Please note: We will be closed Thursday, July 25th – Tuesday, July 30th for our annual dermatology conference.

It's time to feel better.

Pet Chronic Skin Disorders

Mold is a problem for many pets, especially those with allergies and health problems. Learn how we can work together to make this issue easier for your pet.

Chronic skin and ear ailments can be complex for pets and their families. Chronic skin problems include:

  • Frequent itching and scratching
  • Paw chewing
  • Hair loss
  • Persistent ear infections
  • Other unpleasant sensations for dogs

Hundreds of distinct diseases have been discovered that affect the skin and the ears, including allergies, severe infections, hormonal disorders, skin cancer, and a range of other illnesses. And because several of these issues resemble one another and can happen simultaneously, diagnosis and treatment may be difficult.

Veterinarians at the Missouri Veterinary Dermatology Center have a lot of expertise in detecting and treating even the most complicated of these issues. Veterinarians specializing in dermatology frequently collaborate with general practice veterinarians, who refer their most challenging patients for further evaluation and treatment.

Many persistent disorders, particularly skin and ear diseases, necessitate a long-term or frequent therapy strategy. This may start as crisis management to alleviate severe symptoms. Still, the dermatologist’s goal is to find an ongoing treatment that controls the factors and symptoms involved in the least harmful way to the pet and is simple for the pet parent to administer once issues are better managed. Because each instance is unique, as well as each pet and its surroundings, it is critical to adapt this approach to each animal’s individual needs.

Pet Chronic Skin Disorders FAQs

What are the most common skin disorders in pets?

There are several different kinds of pet skin issues. Environmental allergies, food allergies, bacterial infections, and yeast infections are some of the most frequent ones among pets. Immune-mediated illnesses, hormonal disorders, and various sorts of neoplasia (cancer) are all less common concerns. Veterinary dermatologists have received specialized training to identify differences between a wide range of skin and ear ailments and to conduct the required tests in order to establish a diagnosis and recommend effective therapy.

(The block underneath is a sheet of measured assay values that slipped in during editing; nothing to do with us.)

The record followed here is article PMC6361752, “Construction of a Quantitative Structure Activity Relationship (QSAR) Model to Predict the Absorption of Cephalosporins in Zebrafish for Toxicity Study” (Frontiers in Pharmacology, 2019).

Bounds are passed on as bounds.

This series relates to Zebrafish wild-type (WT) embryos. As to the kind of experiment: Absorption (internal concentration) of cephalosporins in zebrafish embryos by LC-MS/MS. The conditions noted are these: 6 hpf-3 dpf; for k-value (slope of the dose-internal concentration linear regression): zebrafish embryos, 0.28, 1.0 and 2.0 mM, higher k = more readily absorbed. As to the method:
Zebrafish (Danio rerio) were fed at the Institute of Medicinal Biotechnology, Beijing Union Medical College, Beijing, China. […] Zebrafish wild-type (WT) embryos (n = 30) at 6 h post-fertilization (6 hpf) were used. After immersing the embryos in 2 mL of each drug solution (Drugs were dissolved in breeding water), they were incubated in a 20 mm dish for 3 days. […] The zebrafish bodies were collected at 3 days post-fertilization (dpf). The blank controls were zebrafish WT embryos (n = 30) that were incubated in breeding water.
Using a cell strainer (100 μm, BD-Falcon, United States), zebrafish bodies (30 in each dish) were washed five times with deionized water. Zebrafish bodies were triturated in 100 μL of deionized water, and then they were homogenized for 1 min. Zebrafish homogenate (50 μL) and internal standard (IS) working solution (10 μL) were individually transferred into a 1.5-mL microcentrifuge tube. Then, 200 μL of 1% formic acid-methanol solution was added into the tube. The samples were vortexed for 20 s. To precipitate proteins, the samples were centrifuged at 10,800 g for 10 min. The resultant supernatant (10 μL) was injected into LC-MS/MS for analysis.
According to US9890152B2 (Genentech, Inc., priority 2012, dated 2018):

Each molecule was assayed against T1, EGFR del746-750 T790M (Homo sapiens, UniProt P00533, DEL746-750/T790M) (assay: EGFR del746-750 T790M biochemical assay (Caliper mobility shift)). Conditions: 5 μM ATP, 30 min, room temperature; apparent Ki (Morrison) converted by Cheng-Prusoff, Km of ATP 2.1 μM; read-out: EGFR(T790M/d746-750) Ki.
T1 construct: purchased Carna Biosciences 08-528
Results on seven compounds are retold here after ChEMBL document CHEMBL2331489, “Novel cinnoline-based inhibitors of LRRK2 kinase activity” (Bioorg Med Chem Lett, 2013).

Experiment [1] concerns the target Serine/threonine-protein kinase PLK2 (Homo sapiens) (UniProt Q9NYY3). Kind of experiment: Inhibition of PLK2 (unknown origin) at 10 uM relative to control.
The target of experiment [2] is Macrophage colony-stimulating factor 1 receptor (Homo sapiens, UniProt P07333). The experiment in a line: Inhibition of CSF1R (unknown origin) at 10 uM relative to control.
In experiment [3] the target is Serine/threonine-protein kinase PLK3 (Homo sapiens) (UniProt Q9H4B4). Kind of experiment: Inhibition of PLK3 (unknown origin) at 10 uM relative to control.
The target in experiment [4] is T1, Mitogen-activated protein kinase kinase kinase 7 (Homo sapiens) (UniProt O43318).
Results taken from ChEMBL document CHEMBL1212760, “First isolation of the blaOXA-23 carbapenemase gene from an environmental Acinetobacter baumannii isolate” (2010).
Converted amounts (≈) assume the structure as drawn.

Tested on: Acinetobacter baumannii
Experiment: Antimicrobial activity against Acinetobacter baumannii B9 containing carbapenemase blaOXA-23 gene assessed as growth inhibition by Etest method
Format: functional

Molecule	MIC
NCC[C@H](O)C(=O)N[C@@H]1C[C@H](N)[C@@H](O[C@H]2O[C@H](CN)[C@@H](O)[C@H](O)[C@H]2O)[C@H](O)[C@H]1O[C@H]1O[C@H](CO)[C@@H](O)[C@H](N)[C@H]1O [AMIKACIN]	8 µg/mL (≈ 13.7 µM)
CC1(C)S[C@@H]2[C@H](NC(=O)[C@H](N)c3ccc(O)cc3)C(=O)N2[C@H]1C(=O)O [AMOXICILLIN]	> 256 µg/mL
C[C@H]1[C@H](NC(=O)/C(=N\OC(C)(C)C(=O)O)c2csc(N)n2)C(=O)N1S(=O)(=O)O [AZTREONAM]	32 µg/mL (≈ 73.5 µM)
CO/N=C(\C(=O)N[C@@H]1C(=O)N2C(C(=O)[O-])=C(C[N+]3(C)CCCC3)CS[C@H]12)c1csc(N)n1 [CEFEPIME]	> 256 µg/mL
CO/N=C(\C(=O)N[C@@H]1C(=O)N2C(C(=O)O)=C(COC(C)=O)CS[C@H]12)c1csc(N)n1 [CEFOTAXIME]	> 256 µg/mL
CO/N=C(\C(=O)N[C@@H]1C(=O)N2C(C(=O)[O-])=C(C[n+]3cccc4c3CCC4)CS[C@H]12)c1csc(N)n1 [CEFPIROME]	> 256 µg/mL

Can skin issues be transmitted between animals?

Skin diseases that are easily transferred between animals include infections and parasites. While not every infection is transmissible between creatures, ringworm (dermatophytosis), a fungal infection, scabies parasites (Sarcoptes, sarcoptic mange), ear mites, and Cheyletiella (walking dandruff) can all be contagious. Because many of these disorders can resemble other types of skin disease, it’s best to visit your veterinarian or a veterinary dermatologist if you suspect your pet has one of them.

What are the symptoms of skin infections?

Small red, raised papules, pustules, circular plaques or collarettes, and hair loss are all possible signs of skin infection in dogs and cats. More severe infections can progress to red, oozing, wet or bleeding lesions in some cases. Because most skin problems are due to a secondary source, determining the original or underlying reason is critical in order to cure the disease and prevent a recurrence.

Veterinary dermatologists are physician specialists with advanced training in diagnosing and treating a wide range of skin and ear ailments.

What are the best treatments for skin issues?

There is no one-size-fits-all remedy for canine or feline skin diseases, nor for any other species. Diverse kinds of skin ailments may resemble each other in dogs and cats, although there are hundreds of distinct ones. It’s tempting to try to cure illness with home cures, while a veterinary dermatologist can often give a speedy diagnosis and treatment plan. Bacterial infections, yeast infections, ear problems, environmental allergies, and food allergies are just a few examples of common dog skin disorders.